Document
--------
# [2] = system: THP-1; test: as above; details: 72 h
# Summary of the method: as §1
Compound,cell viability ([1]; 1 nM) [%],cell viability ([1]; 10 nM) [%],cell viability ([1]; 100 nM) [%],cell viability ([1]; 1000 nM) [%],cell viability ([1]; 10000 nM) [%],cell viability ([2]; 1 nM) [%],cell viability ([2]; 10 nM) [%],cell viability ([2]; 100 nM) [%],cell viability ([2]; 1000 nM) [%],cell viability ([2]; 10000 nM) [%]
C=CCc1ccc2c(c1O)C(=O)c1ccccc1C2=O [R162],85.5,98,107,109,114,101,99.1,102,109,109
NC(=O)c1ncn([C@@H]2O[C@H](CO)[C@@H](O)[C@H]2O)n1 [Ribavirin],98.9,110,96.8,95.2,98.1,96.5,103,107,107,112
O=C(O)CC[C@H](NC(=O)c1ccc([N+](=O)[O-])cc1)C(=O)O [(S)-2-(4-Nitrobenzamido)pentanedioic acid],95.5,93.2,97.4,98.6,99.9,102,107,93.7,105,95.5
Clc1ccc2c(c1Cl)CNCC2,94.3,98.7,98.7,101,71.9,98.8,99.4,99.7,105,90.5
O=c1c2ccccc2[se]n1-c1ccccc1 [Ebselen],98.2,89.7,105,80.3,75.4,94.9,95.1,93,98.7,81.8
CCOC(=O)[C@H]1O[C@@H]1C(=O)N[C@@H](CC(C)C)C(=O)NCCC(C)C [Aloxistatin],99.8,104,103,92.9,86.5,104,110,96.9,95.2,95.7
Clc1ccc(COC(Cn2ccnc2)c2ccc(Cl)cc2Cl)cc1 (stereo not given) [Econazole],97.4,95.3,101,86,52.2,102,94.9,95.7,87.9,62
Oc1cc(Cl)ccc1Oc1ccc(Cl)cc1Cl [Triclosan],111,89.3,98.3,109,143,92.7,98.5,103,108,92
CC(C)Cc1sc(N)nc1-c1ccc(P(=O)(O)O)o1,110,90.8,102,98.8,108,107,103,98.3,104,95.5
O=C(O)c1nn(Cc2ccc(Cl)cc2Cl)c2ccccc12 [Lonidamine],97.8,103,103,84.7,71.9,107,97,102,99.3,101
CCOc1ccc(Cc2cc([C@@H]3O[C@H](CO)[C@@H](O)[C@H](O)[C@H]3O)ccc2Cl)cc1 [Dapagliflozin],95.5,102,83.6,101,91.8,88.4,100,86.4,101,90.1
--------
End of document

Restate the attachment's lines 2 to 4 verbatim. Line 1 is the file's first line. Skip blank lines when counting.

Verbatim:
# Summary of the method: as §1
Compound,cell viability ([1]; 1 nM) [%],cell viability ([1]; 10 nM) [%],cell viability ([1]; 100 nM) [%],cell viability ([1]; 1000 nM) [%],cell viability ([1]; 10000 nM) [%],cell viability ([2]; 1 nM) [%],cell viability ([2]; 10 nM) [%],cell viability ([2]; 100 nM) [%],cell viability ([2]; 1000 nM) [%],cell viability ([2]; 10000 nM) [%]
C=CCc1ccc2c(c1O)C(=O)c1ccccc1C2=O [R162],85.5,98,107,109,114,101,99.1,102,109,109